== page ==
Ford’s current autonomous research vehicles already have LiDAR built into them for 3D mapping, but those sensors are big, spinning spikes on the roof of the car. At CES in Las Vegas last week, Ford showed a new LiDAR sensor that will be built into the company’s next generation of test cars, which will triple the automaker’s total fleet to 30 cars.
This new LiDAR sensor, Velodyne’s Solid State Hybrid Ultra Puck, looks slightly taller than a real hockey puck but has shrunk enough in size to fit into the sideview mirror of a car. This means Ford’s new generation of autonomous research vehicles will look a little less bizarre, and it also means LiDAR will have no problem fitting into the semi-autonomous and fully autonomous cars that will ply our roads someday.
LiDAR plays a special role among the many sensors and cameras these cars will need. LiDAR can draw a 3D map of the world around it in real time, helping a car understand its ever-changing surroundings.It does this by sending out thousands of signals per second to bounce off everything within several hundred feet of the car.
LiDAR isn’t all-seeing. Heavy fog can stymie its sensors, as can dense forest canopies. That’s why it’s just part of the equipment autonomous vehicles will need to get around in the world—but an important one. Radar sensors can tell if something’s nearby but not what it is. Cameras can show what it is but can only suggest distance or topography. It’s up to LiDAR to fill in those last two kinds of data, and it can also help identify an object by delineating its shape.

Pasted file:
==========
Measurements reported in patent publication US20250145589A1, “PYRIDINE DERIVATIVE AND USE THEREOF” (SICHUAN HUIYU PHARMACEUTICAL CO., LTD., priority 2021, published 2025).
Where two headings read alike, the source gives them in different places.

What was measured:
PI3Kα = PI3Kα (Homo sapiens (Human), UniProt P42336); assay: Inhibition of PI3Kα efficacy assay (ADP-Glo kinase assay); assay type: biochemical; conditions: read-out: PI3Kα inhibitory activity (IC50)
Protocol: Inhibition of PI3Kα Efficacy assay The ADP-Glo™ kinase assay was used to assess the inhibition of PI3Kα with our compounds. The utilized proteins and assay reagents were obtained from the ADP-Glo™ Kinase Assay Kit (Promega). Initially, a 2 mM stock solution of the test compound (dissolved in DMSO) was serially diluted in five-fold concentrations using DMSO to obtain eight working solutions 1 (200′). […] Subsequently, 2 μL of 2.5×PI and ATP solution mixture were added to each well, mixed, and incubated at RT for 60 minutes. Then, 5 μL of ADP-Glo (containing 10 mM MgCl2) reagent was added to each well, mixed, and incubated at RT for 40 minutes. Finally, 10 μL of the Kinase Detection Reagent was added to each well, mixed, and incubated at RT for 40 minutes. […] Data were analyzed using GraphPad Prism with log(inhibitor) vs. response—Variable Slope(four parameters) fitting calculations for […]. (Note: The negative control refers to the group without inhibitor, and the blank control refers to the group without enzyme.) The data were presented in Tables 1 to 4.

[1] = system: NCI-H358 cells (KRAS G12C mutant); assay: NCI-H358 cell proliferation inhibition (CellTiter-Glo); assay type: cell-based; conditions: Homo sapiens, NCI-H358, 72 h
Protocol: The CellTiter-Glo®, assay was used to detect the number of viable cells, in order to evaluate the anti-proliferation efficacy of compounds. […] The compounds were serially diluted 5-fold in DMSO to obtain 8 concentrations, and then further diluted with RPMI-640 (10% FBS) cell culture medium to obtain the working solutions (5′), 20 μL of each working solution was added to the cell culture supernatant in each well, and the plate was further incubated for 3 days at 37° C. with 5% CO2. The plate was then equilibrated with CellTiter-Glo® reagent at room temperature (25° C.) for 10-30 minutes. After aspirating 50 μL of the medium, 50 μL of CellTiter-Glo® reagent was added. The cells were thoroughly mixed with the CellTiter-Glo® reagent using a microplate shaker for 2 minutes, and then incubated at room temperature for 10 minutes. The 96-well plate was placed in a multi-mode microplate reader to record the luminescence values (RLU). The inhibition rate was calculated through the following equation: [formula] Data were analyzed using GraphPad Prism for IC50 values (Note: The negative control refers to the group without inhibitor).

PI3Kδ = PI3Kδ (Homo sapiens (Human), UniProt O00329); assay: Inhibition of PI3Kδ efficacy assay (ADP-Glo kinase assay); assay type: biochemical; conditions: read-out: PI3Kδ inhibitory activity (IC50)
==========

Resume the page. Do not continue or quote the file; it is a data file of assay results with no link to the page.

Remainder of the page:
You can see streets with a map, but LiDAR can tell the car what else is on and around those streets, from pedestrians and other cars to trees and buildings. LiDAR maps look like brightly colored line drawings that change constantly as objects flow by the car.
If I could stick one of these LiDAR sensors into my sideview mirror right now I would, just to get that mesmerizing 3D image. But it has a bigger mission than entertaining me, and it’s coming soon to a Ford autonomous research vehicle near you.
Melissa Riofrio spent her formative journalistic years reviewing some of the biggest iron at PCWorld--desktops, laptops, storage, printers--and she continued to focus on hardware testing during stints at Computer Currents and CNET. Currently, in addition to leading PCWorld’s content direction, she covers productivity laptops and Chromebooks.